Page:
Posts for tag: dental implants
Every year dentists place over 5 million dental implants for lost teeth, often removing the problem tooth and installing the implant at the same time. But getting a “tooth in a day” depends on a number of health factors, especially whether or not there’s adequate bone available for the implant. Otherwise, the implant’s placement accuracy and success could be compromised.
Bone loss can be a similar problem when a tooth has been missing for a long period of time. If this describes your situation, you may have already lost substantial bone in your jaw. To understand why, we need to know a little about bone’s growth cycle.
When bone cells reach the end of their useful life, they’re absorbed into the body by a process called resorption. New cells then form to take the older cells’ place in a continuous cycle that keeps the bone healthy and strong. Forces generated when we chew travel through the teeth to the bone and help stimulate this growth. But when a tooth is missing, the bone doesn’t receive this stimulus. As a result, the bone may not replace itself at a healthy rate and diminish over time.
In extreme cases, we may need to consider some other dental restoration other than an implant. But if the bone loss isn’t too severe, we may be able to help increase it through bone grafting. We insert safe bone grafting material prepared in a lab directly into the jaw through a minor surgical procedure. The graft then acts like a scaffold for bone cells to form and grow upon. In a few months enough new bone may have formed to support an implant.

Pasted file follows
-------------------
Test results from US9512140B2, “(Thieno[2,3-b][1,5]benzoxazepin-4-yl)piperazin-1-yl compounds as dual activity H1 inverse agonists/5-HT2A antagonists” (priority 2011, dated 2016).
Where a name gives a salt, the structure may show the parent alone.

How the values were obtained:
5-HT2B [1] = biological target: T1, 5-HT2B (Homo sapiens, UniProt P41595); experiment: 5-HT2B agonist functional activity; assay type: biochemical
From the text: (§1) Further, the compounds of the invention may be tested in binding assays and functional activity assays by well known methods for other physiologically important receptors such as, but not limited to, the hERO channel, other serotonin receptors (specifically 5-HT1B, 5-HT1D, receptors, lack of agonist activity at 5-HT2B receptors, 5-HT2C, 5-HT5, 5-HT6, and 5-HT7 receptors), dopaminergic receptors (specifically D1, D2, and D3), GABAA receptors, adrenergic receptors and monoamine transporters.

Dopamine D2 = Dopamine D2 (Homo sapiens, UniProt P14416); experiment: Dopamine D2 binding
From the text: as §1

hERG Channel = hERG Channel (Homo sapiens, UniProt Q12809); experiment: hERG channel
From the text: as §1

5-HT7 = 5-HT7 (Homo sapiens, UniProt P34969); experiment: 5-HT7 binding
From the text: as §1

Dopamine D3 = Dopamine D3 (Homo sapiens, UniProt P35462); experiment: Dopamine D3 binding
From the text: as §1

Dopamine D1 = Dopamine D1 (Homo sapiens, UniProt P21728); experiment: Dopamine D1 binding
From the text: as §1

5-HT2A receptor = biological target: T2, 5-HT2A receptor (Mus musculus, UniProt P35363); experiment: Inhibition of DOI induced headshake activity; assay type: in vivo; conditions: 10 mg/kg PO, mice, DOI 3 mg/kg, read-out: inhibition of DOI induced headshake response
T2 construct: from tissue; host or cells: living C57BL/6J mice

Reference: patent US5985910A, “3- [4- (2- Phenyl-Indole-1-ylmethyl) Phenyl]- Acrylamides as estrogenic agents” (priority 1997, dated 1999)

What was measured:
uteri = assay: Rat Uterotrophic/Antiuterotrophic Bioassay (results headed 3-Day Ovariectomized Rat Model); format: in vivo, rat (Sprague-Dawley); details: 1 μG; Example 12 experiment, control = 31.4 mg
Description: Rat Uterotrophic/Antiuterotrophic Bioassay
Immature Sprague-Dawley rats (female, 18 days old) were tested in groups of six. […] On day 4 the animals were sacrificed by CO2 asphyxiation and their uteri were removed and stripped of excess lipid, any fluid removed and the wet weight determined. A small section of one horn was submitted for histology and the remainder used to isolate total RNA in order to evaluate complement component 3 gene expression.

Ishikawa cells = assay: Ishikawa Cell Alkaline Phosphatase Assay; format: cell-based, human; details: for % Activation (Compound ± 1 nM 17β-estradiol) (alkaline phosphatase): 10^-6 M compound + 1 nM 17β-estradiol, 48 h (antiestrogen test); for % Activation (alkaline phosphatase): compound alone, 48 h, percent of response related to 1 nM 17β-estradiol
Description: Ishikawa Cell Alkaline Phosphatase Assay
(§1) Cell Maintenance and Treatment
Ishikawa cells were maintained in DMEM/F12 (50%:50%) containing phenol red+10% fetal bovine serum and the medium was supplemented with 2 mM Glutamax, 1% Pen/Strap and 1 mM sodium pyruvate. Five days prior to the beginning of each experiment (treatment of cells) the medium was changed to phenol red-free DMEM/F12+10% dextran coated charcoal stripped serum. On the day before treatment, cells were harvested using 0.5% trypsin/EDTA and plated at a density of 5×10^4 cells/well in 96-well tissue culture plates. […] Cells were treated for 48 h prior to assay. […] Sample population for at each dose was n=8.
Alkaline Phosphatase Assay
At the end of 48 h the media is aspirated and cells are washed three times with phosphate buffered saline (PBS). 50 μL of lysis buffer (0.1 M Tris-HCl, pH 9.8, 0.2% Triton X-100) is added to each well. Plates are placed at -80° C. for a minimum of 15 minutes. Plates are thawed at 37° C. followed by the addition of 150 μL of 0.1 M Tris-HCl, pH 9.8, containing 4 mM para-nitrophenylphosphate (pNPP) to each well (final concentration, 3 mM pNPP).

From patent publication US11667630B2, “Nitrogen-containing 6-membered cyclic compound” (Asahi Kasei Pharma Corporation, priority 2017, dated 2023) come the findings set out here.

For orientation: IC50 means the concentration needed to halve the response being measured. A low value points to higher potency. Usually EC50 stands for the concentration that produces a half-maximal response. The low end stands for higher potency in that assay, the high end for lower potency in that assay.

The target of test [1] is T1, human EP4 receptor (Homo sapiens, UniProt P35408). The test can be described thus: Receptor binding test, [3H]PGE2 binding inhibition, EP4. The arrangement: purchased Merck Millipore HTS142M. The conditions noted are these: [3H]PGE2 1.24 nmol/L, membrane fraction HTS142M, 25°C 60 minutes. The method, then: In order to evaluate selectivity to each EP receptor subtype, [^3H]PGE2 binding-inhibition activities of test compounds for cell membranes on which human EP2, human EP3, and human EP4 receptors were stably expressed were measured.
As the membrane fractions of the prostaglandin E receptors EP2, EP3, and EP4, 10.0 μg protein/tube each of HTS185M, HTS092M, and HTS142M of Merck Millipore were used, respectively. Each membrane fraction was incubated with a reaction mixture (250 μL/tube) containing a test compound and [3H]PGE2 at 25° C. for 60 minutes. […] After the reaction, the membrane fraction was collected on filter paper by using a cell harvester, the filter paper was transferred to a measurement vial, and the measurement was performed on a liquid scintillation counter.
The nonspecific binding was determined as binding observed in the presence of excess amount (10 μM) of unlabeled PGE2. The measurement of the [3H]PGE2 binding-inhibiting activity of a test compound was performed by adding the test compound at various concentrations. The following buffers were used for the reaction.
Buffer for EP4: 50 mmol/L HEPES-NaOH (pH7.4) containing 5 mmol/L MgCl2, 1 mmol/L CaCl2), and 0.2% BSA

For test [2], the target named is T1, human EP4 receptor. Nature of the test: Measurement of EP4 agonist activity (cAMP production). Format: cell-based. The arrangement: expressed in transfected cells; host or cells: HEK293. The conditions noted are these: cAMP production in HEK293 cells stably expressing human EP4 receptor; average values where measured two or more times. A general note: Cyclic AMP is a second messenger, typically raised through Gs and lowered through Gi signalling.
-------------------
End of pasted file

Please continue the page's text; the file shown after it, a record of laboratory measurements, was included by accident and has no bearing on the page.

Bone grafting can also be used if you’re having a tooth removed to preserve the bone even if you’re not yet ready to obtain an implant. By placing a bone graft immediately after extraction, it’s possible to retain the bone for up to ten years—enough time to decide on your options for permanent restoration.
Whatever your situation, it’s important that you visit us as soon as possible for a complete examination. Afterward we can assess your options and hopefully come up with a treatment strategy that will eventually include smile-transforming dental implants.
Due to financial circumstances, people often have a lost tooth restored with a removable partial denture, an effective appliance that restores function and a degree of aesthetic appearance. Later, though, they may want to improve both function and appearance with a dental implant.
If this describes you, you’re making a great choice. Dental implants are the closest technology we have to a natural tooth. But there may be a roadblock to your implant, especially if a long time has passed since your tooth loss—there may not be enough bone at the site to place an implant.
The heart of an implant is a titanium metal post surgically imbedded in the jawbone. The titanium naturally attracts bone cells, which grow and adhere to it to form a solid hold that can support a porcelain crown or other restorations like bridges or dentures. But to achieve a natural appearance it’s important that the implant is placed in the right location. To achieve that requires adequate bone.